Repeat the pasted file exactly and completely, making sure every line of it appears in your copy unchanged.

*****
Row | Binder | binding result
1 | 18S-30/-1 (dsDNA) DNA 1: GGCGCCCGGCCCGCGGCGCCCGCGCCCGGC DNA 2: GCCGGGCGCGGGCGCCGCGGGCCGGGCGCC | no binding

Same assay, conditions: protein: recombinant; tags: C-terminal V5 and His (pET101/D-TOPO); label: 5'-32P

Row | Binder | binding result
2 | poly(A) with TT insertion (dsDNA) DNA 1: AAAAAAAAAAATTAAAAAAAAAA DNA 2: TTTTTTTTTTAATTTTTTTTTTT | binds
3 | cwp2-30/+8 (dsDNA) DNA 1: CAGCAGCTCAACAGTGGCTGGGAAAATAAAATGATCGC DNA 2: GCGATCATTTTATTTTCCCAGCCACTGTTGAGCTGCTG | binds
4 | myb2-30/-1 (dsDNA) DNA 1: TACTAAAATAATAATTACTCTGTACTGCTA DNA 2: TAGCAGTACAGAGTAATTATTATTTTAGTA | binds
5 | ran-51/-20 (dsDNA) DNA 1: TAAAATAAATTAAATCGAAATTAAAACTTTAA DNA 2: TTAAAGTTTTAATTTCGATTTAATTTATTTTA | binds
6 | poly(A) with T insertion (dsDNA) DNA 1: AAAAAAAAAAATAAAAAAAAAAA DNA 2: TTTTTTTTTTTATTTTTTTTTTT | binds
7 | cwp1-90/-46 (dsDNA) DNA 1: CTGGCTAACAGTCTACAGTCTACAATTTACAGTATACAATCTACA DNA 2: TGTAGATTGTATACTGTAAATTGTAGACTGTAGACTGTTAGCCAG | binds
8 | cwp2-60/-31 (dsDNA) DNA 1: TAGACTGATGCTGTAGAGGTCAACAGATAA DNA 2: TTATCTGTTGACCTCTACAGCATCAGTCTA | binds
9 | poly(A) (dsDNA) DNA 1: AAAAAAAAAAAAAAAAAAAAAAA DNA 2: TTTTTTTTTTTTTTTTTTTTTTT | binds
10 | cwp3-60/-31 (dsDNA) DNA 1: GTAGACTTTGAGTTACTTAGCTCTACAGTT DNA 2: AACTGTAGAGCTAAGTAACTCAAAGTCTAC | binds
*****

Row | Binder | binding result
1 | 18S-30/-1 (dsDNA) DNA 1: GGCGCCCGGCCCGCGGCGCCCGCGCCCGGC DNA 2: GCCGGGCGCGGGCGCCGCGGGCCGGGCGCC | no binding

Same assay, conditions: protein: recombinant; tags: C-terminal V5 and His (pET101/D-TOPO); label: 5'-32P

Row | Binder | binding result
2 | poly(A) with TT insertion (dsDNA) DNA 1: AAAAAAAAAAATTAAAAAAAAAA DNA 2: TTTTTTTTTTAATTTTTTTTTTT | binds
3 | cwp2-30/+8 (dsDNA) DNA 1: CAGCAGCTCAACAGTGGCTGGGAAAATAAAATGATCGC DNA 2: GCGATCATTTTATTTTCCCAGCCACTGTTGAGCTGCTG | binds
4 | myb2-30/-1 (dsDNA) DNA 1: TACTAAAATAATAATTACTCTGTACTGCTA DNA 2: TAGCAGTACAGAGTAATTATTATTTTAGTA | binds
5 | ran-51/-20 (dsDNA) DNA 1: TAAAATAAATTAAATCGAAATTAAAACTTTAA DNA 2: TTAAAGTTTTAATTTCGATTTAATTTATTTTA | binds
6 | poly(A) with T insertion (dsDNA) DNA 1: AAAAAAAAAAATAAAAAAAAAAA DNA 2: TTTTTTTTTTTATTTTTTTTTTT | binds
7 | cwp1-90/-46 (dsDNA) DNA 1: CTGGCTAACAGTCTACAGTCTACAATTTACAGTATACAATCTACA DNA 2: TGTAGATTGTATACTGTAAATTGTAGACTGTAGACTGTTAGCCAG | binds
8 | cwp2-60/-31 (dsDNA) DNA 1: TAGACTGATGCTGTAGAGGTCAACAGATAA DNA 2: TTATCTGTTGACCTCTACAGCATCAGTCTA | binds
9 | poly(A) (dsDNA) DNA 1: AAAAAAAAAAAAAAAAAAAAAAA DNA 2: TTTTTTTTTTTTTTTTTTTTTTT | binds
10 | cwp3-60/-31 (dsDNA) DNA 1: GTAGACTTTGAGTTACTTAGCTCTACAGTT DNA 2: AACTGTAGAGCTAAGTAACTCAAAGTCTAC | binds